2023-01-30-Gil-Hindrances or Assistances (1 of 5) Helpful and Unhelpful Desires
6:56AM Feb 4, 2023
Hello on this Monday morning here in California and happy to be back. I was teaching a retreat at our insight retreat center this last week with Bruni Bruni Tao Bella. Wonderful retreat. And I am happy to be back here at IMC I'm beginning to feel here at IMC and IRC, a kind of coming to life again more fully from you know, that's kind of gone hibernated hours during the pandemic. And it's quite lovely to feel the the energy coming back and people coming back and it here at IMC may be fresh in my mind a little bit represented represented by we're starting up offering day long retreats here in person on Saturdays, and this coming Saturday. It's a wonderful teacher I just talked with Bruni, Bruni Davila will be teaching one of the first day alongs here, I think from nine to 430. So if anyone lives locally, and would like to come and meditate for a day and community. Now that's a wonderful opportunity. So the topic of this of these weeks from the beginning of the year, what I'm teaching here, is practicing with challenges, how to be with the challenges of life. And the challenges can be minor to being the most major challenges in life of life. And I've been hoping trying to lay down the foundation that applicable to all these different areas. And for the big challenge is that this is also a very important foundation. So that with time we can learn also, how to be with the really difficult things that happened to us, within us. And the topic this week, has to do with strategies for working with challenges. And there are two strategy general categories of strategies of working with challenges. The wines are dysfunctional, and ones are functional, one are wholesome and some others are unwholesome, helpful and unhelpful. And for the end, I want to use the teachings on the five hindrances and present them as common, unhelpful strategies that people use to cope with, to deal with challenges that come up. But I don't just want to do that, I want to say that each of those hindrances has a opposite quality, which is a healthy way of responding to challenges. And to have these two working together to know the two, as you get to know recognize how hindrances work in you. It's a that itself is a prompt to think about to die. Oh, what's the healthy form of the same thing? I'm being challenged right now by some difficulty. And my coping mechanism is a hindrance. Is there another strategy? What's the opposite would be the opposite? And how do I tap into that opposite in me, so it's integral it's, it's not a, it's not a overlay or pretend or something on top of everything. And, and often I, I enough, I think in Buddhism, that when the emphasis is talking about letting go and letting go of the dysfunctional things that the mind does, it's often a left they're just like, oh, like a like, Oh, and, and partly because as the practice gets deeper and deeper and deeper as meditation practice is really the practice matures. In fact, there's a profound letting go of everything. But to to have this attitude with both let go of everything right away. That's not really appropriate. It's, it would be like, you know, if you were going to go swimming in a public pool, you would go into a changing room and Take off your clothes and put on a bathing suit. And, and, and so you decide, well, you know what that's I just take off everything and jump in the pool by going to the changing room, you know, it's there's a time and place for, for, you know letting go of certain things, and so to to do it all at once, you know we end up undermining ourselves or diminishing the fullness and the strength in the I would like to say power of a human being that can come from the opposite of the hindrances, our strength resides there. And if we don't have it there, then our capacity for strength or energy can really flow into the hindrances. And sometimes people put more energy into the hindrances than they do almost anything else. So for example, the first one, sensual desire is people put more effort and energy into their addictions than almost anything else, someone has this really strong addiction, they make boy are they motivated, sometimes get out of their way, and they'll do almost anything to you know, satisfy their addiction. So a lot of energy there. And, but to have that have not that desperation, but to have really a sense of power and strength, in the opposite of the hindrances, the healthy versions is possible. So, first, we have to understand these. So the first hindrance is usually said to be sensual desire, the Buddha offered a separate list of the five hindrances, only difference being that the first one is covetous, covetousness, wanting the things other people have the wanting something somebody else has. So one is looking for the strong desire for everything in the world of sensual desire, not just for sex or not just for alcohol or something, but comfort and sensuality. And in the Buddhist analysis of human beings, this is one of the fundamental characteristics of human human life is, is sensual desire. And, and sometimes the acquisitiveness, sometimes has very deep roots inside of us, in the desire to survive, to manage in this life of ours. So, you know, it's, these things can have deep roots in us. But the there's a lot of dysfunctionality and sensual desire and acquisitive, because one of the things it does it, it kind of creates a very strong separation or shutting down or diminishment of our full connection to others into the world. Our connection to the world and to others, is through the lens of fulfilling that desire. And some people will even confuse love with a strong desire to fulfill a strong, strong desire to fulfill their sensual wishes. That person can provide me with that wonderful, sensual possibility. And, and so there's a strong kind of drive that is, you know, fills our being fills our heart that deep, deep kind of yearning and wanting, and that can be confused with love, it can be seen as a kind of love. But it just happens to be that it's probably more has to do with sensual desire than then what I think would be a heartfelt love. And so, a lot of what a lot of mindfulness practice has to do with men, say differently, have found a foundational aspect of mindfulness practice, is to really become an expert, really become attuned and skillful in recognizing the hindrances and working with them. So recognizing all the different flavors and colors and shapes of sensual desires that arise all the time, not to reject sensual pleasure, which has a place in life, it's maybe an important place in life at times. But it's the drive the addiction, the, the way in which get we get preoccupied and kind of lose ourselves in this world of sensual desire, that makes it a hindrance. And so when we have strong, strong, strong challenges in our life, some people try to cope with it by getting something else escaping into the world of sensual desire, or fantasizing about sensual desire, soothing themselves in an essential way, as a compensation for the challenge. They're in that could be useful at times. But as a hindrance is not useful when it's so strong.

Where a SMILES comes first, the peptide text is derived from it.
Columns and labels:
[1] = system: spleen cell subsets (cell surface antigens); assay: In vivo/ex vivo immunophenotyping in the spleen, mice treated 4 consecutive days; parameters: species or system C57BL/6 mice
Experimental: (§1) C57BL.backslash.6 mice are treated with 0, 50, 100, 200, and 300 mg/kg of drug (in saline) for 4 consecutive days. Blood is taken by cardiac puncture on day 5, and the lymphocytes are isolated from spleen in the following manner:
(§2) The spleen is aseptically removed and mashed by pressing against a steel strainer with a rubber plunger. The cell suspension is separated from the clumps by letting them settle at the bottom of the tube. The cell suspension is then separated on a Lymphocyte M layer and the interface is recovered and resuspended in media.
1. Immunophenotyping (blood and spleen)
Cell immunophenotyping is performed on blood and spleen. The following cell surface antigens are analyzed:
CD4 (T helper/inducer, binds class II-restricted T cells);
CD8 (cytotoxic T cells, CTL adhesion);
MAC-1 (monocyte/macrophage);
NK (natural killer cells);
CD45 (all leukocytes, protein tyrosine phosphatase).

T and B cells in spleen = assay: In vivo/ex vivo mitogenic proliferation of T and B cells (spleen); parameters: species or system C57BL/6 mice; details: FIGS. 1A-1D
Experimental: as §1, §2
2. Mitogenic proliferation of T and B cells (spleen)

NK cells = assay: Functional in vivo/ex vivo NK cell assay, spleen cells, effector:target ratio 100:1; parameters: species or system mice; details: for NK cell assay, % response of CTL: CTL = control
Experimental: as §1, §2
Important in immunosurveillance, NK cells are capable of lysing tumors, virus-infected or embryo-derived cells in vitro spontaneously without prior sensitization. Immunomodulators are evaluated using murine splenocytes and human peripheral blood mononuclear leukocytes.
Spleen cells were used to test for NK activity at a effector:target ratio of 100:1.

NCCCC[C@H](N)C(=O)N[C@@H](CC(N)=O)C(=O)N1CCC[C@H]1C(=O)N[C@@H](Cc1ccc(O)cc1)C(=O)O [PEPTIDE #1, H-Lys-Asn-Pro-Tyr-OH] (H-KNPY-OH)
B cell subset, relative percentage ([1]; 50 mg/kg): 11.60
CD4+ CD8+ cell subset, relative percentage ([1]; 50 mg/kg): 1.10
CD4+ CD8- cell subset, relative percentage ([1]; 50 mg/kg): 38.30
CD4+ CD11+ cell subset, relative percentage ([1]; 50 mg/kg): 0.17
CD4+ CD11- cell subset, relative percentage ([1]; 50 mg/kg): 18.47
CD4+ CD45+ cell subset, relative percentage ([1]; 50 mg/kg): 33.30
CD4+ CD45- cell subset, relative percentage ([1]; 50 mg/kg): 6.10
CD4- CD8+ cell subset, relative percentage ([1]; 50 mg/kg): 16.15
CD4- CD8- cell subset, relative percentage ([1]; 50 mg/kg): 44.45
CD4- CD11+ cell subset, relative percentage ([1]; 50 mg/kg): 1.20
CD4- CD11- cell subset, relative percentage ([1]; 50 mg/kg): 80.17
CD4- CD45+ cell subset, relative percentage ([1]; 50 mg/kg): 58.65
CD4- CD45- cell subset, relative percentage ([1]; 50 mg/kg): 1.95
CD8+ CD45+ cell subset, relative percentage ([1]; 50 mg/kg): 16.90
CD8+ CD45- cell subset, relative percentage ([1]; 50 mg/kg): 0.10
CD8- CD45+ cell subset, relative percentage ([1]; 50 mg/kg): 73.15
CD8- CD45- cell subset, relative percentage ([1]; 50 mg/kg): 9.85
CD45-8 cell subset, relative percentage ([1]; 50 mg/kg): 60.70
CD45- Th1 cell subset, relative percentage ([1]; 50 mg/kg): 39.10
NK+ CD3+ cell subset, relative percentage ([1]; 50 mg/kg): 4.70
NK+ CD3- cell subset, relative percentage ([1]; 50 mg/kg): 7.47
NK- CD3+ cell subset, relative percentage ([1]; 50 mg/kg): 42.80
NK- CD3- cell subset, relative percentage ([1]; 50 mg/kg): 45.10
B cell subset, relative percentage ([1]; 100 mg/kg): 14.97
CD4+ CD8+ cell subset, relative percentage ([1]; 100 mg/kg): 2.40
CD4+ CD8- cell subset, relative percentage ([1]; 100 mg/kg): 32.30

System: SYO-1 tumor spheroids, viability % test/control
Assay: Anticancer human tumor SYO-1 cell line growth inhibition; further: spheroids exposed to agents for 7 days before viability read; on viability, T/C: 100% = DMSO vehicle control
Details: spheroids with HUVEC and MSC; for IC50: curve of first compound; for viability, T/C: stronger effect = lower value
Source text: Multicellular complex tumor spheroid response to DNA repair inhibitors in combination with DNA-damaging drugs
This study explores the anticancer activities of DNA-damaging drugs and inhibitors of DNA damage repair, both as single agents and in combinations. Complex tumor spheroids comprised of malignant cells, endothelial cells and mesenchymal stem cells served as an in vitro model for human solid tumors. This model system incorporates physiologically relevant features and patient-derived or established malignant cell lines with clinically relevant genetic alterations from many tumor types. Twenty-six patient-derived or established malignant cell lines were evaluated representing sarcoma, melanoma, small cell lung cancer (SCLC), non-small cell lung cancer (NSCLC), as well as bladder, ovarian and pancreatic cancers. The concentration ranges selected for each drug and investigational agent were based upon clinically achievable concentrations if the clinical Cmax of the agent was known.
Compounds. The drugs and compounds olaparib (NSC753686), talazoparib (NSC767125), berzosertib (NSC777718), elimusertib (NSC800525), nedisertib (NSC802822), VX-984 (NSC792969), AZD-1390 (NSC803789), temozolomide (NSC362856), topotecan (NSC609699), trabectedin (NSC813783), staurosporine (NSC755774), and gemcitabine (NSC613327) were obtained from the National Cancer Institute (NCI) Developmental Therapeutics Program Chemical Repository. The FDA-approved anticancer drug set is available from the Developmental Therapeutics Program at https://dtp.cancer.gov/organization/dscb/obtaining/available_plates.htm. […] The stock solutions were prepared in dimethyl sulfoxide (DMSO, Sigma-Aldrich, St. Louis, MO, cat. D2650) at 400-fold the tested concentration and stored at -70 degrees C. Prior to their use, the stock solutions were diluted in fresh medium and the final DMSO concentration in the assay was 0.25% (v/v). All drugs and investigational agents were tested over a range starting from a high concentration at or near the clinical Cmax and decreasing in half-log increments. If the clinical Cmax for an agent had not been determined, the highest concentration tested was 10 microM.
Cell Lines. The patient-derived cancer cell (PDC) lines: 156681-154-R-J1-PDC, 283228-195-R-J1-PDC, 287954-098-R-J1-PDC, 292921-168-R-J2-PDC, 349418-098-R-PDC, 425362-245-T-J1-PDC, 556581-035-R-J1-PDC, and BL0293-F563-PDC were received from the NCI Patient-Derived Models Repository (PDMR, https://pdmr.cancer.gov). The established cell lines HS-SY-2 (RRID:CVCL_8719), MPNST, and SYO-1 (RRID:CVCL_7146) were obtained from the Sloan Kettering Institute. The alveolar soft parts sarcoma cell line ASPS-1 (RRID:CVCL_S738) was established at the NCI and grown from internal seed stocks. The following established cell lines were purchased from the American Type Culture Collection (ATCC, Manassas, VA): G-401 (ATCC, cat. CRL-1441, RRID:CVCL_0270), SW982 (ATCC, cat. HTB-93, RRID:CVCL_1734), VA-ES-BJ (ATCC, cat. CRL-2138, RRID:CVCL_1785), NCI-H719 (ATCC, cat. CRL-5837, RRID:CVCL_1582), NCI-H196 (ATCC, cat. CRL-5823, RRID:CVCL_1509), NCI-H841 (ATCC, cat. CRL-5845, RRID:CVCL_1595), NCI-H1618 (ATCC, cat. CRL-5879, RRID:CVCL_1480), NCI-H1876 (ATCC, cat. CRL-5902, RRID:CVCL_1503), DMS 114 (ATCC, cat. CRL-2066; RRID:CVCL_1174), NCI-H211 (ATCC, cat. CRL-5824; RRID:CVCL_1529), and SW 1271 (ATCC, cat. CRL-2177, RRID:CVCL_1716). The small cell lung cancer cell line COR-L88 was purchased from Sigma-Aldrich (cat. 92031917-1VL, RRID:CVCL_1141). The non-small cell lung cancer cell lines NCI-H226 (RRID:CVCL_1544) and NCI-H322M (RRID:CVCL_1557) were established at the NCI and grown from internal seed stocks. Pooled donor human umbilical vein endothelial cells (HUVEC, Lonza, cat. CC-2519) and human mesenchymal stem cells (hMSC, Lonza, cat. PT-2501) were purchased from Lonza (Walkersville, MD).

On the other end of what's healthy and functional, there are profound desires inside of us capacity for desire capacity for wanting something that arises out of our kind of heartfelt desire that opens us desires that open and connect us here to this moment, rather than narrow us and close us down. When that kind of if anything frees us from addiction, rather than submerges us with addiction. And we often don't get this message in Buddhism, because of the strong idea that many people have that you're supposed to let go of all desire is sometimes people even think that all desire is wrong. The Buddha did not say that there's certain kinds of desire, which produce suffering, but they're also desire, dharmic, desires, desires that connect to the dharmic path, the desire to be free, the desire to be present. Compassion has desire and care has a desire in it to caring for someone. And then so where does so when we're challenged by life challenged by things, to take the time to pause, having the faith that inside us deep inside, there is a place of healthy desire, healthy wishes, force for well being for ourselves, for others, for welfare and goodness, and have to be present, to be part of the healing process, to be part of a transformational process towards, for ourselves in the world to be better placed. And if we could take the time when we have big challenges, to especially if we're caught in the hindrances, to see if we can shift gears, take a deep breath, try to find this deeper place where you have these healthy desires. And know that a place of healthy desires know that's part of it, that don't diminish ourselves or pretend it's not supposed to be there. But health is our desires are also the channel or the support for our personal strength, or are just kind of a power of sorts, even if it's very gentle power. There's a kind of wonderful strength in the gentleness of the desire and the wanting. And it it can be the fuel or the catalyst for agency for engagement, to know what to do. Not assertively not selfishly, not aggressively. But like water that just flows and flows around things and eventually wears all kinds of things down. We can have this give birth and give rise to and give expression to these healthy desires, once we know what they are, and we trust it, and we know that has important place in our life. In Buddhism, we allow ourselves to have a dharmic desires until the dharmic desires no longer have a role. And then we can let go of them, because they've done their job and so so you might consider this today. spend this day reflecting and feeling and maybe talking with friends about what you know about the deepest desires you have, that do not feel dysfunctional do not feel like they're hindrances or diminish you or frustrate you are or add more problems to your life. When we respond to challenges with hindrances, we tend to create more problems. When we respond to challenges. By tapping into finding the healthy desires, then we tend to be able to move towards health. And sometimes it takes takes time to reflect and to think go for a walk or spend time meditating or talking to a friend to drop down below the layers of reactivity and hindrances and things that we have until we tap into some of the deepest wellsprings of desire healthy desire within us. So what are your healthy desires? What is it that is what desires are valuable for you to stay close to, especially when you have challenges that help you help you go through a challenge with with without collapsing without being discouraged without succumbing to competence to compensate competent Tory kind of or escaping that the hindrances are so thank you. And and I trust that all of you have somewhere maybe silently maybe hidden for now. Have within you beautiful desires. Thank you